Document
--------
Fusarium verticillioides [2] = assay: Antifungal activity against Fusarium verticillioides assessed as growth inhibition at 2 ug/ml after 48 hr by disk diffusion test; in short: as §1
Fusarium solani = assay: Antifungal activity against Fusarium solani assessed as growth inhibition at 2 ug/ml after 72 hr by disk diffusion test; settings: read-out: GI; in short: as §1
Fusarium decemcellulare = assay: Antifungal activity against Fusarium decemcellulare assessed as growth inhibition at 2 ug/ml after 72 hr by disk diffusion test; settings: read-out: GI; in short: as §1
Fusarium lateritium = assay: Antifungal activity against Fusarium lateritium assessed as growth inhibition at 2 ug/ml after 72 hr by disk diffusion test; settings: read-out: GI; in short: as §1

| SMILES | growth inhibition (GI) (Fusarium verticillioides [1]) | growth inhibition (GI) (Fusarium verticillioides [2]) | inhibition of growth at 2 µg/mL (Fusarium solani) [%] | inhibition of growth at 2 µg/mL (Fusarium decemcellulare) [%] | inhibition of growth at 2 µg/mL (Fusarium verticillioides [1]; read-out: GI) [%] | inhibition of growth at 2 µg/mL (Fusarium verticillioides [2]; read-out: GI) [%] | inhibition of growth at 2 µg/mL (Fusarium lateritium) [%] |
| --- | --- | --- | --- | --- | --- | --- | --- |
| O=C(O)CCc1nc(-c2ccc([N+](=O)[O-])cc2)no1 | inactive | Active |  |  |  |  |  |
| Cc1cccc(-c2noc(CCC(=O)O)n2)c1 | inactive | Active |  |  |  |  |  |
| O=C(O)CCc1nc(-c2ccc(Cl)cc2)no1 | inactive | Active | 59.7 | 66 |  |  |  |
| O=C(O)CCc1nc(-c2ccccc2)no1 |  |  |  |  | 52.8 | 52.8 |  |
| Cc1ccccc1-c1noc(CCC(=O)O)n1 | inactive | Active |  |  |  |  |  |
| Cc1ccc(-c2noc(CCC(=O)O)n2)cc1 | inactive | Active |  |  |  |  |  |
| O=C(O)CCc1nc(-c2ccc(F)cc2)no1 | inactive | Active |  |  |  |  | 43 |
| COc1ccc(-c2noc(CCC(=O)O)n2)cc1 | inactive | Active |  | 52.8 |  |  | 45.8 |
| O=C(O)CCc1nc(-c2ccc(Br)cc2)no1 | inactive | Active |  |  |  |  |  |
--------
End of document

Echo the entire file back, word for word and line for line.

Fusarium verticillioides [2] = assay: Antifungal activity against Fusarium verticillioides assessed as growth inhibition at 2 ug/ml after 48 hr by disk diffusion test; in short: as §1
Fusarium solani = assay: Antifungal activity against Fusarium solani assessed as growth inhibition at 2 ug/ml after 72 hr by disk diffusion test; settings: read-out: GI; in short: as §1
Fusarium decemcellulare = assay: Antifungal activity against Fusarium decemcellulare assessed as growth inhibition at 2 ug/ml after 72 hr by disk diffusion test; settings: read-out: GI; in short: as §1
Fusarium lateritium = assay: Antifungal activity against Fusarium lateritium assessed as growth inhibition at 2 ug/ml after 72 hr by disk diffusion test; settings: read-out: GI; in short: as §1

| SMILES | growth inhibition (GI) (Fusarium verticillioides [1]) | growth inhibition (GI) (Fusarium verticillioides [2]) | inhibition of growth at 2 µg/mL (Fusarium solani) [%] | inhibition of growth at 2 µg/mL (Fusarium decemcellulare) [%] | inhibition of growth at 2 µg/mL (Fusarium verticillioides [1]; read-out: GI) [%] | inhibition of growth at 2 µg/mL (Fusarium verticillioides [2]; read-out: GI) [%] | inhibition of growth at 2 µg/mL (Fusarium lateritium) [%] |
| --- | --- | --- | --- | --- | --- | --- | --- |
| O=C(O)CCc1nc(-c2ccc([N+](=O)[O-])cc2)no1 | inactive | Active |  |  |  |  |  |
| Cc1cccc(-c2noc(CCC(=O)O)n2)c1 | inactive | Active |  |  |  |  |  |
| O=C(O)CCc1nc(-c2ccc(Cl)cc2)no1 | inactive | Active | 59.7 | 66 |  |  |  |
| O=C(O)CCc1nc(-c2ccccc2)no1 |  |  |  |  | 52.8 | 52.8 |  |
| Cc1ccccc1-c1noc(CCC(=O)O)n1 | inactive | Active |  |  |  |  |  |
| Cc1ccc(-c2noc(CCC(=O)O)n2)cc1 | inactive | Active |  |  |  |  |  |
| O=C(O)CCc1nc(-c2ccc(F)cc2)no1 | inactive | Active |  |  |  |  | 43 |
| COc1ccc(-c2noc(CCC(=O)O)n2)cc1 | inactive | Active |  | 52.8 |  |  | 45.8 |
| O=C(O)CCc1nc(-c2ccc(Br)cc2)no1 | inactive | Active |  |  |  |  |  |